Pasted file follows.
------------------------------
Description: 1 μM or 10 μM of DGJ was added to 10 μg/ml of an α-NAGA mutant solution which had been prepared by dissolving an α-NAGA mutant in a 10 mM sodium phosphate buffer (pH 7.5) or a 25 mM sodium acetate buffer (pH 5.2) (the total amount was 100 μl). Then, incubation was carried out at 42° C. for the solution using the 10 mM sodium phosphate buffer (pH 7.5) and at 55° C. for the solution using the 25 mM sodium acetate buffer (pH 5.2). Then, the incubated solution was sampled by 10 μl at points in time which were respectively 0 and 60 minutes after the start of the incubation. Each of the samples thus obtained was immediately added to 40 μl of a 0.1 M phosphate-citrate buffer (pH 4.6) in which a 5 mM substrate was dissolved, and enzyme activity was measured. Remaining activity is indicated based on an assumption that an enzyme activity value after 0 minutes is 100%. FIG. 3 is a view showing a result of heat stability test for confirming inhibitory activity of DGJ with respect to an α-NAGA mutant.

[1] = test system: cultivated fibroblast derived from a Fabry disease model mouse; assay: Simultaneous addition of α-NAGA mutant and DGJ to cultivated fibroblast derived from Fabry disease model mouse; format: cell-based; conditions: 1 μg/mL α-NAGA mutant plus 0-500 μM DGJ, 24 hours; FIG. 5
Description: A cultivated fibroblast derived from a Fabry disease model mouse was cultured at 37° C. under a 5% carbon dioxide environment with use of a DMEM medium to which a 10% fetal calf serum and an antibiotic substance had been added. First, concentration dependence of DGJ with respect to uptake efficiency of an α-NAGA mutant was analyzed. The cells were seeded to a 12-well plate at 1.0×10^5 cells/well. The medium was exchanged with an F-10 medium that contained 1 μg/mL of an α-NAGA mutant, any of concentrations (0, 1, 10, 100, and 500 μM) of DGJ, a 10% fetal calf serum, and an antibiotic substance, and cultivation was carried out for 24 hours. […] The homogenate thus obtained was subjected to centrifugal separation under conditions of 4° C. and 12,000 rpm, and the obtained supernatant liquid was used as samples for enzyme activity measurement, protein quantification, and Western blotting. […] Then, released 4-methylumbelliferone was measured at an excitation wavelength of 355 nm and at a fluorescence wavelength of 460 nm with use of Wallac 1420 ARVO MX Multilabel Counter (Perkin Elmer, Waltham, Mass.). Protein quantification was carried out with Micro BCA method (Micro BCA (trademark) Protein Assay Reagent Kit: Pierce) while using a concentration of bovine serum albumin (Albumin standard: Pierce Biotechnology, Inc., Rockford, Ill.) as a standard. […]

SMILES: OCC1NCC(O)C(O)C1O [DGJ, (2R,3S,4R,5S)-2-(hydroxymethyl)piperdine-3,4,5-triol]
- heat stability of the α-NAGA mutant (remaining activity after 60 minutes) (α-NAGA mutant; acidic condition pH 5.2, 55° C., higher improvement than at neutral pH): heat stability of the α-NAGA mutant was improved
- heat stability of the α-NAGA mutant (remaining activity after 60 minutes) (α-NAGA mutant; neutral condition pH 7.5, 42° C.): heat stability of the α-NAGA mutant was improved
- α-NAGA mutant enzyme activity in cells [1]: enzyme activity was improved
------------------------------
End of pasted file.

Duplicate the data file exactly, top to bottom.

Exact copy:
Description: 1 μM or 10 μM of DGJ was added to 10 μg/ml of an α-NAGA mutant solution which had been prepared by dissolving an α-NAGA mutant in a 10 mM sodium phosphate buffer (pH 7.5) or a 25 mM sodium acetate buffer (pH 5.2) (the total amount was 100 μl). Then, incubation was carried out at 42° C. for the solution using the 10 mM sodium phosphate buffer (pH 7.5) and at 55° C. for the solution using the 25 mM sodium acetate buffer (pH 5.2). Then, the incubated solution was sampled by 10 μl at points in time which were respectively 0 and 60 minutes after the start of the incubation. Each of the samples thus obtained was immediately added to 40 μl of a 0.1 M phosphate-citrate buffer (pH 4.6) in which a 5 mM substrate was dissolved, and enzyme activity was measured. Remaining activity is indicated based on an assumption that an enzyme activity value after 0 minutes is 100%. FIG. 3 is a view showing a result of heat stability test for confirming inhibitory activity of DGJ with respect to an α-NAGA mutant.

[1] = test system: cultivated fibroblast derived from a Fabry disease model mouse; assay: Simultaneous addition of α-NAGA mutant and DGJ to cultivated fibroblast derived from Fabry disease model mouse; format: cell-based; conditions: 1 μg/mL α-NAGA mutant plus 0-500 μM DGJ, 24 hours; FIG. 5
Description: A cultivated fibroblast derived from a Fabry disease model mouse was cultured at 37° C. under a 5% carbon dioxide environment with use of a DMEM medium to which a 10% fetal calf serum and an antibiotic substance had been added. First, concentration dependence of DGJ with respect to uptake efficiency of an α-NAGA mutant was analyzed. The cells were seeded to a 12-well plate at 1.0×10^5 cells/well. The medium was exchanged with an F-10 medium that contained 1 μg/mL of an α-NAGA mutant, any of concentrations (0, 1, 10, 100, and 500 μM) of DGJ, a 10% fetal calf serum, and an antibiotic substance, and cultivation was carried out for 24 hours. […] The homogenate thus obtained was subjected to centrifugal separation under conditions of 4° C. and 12,000 rpm, and the obtained supernatant liquid was used as samples for enzyme activity measurement, protein quantification, and Western blotting. […] Then, released 4-methylumbelliferone was measured at an excitation wavelength of 355 nm and at a fluorescence wavelength of 460 nm with use of Wallac 1420 ARVO MX Multilabel Counter (Perkin Elmer, Waltham, Mass.). Protein quantification was carried out with Micro BCA method (Micro BCA (trademark) Protein Assay Reagent Kit: Pierce) while using a concentration of bovine serum albumin (Albumin standard: Pierce Biotechnology, Inc., Rockford, Ill.) as a standard. […]

SMILES: OCC1NCC(O)C(O)C1O [DGJ, (2R,3S,4R,5S)-2-(hydroxymethyl)piperdine-3,4,5-triol]
- heat stability of the α-NAGA mutant (remaining activity after 60 minutes) (α-NAGA mutant; acidic condition pH 5.2, 55° C., higher improvement than at neutral pH): heat stability of the α-NAGA mutant was improved
- heat stability of the α-NAGA mutant (remaining activity after 60 minutes) (α-NAGA mutant; neutral condition pH 7.5, 42° C.): heat stability of the α-NAGA mutant was improved
- α-NAGA mutant enzyme activity in cells [1]: enzyme activity was improved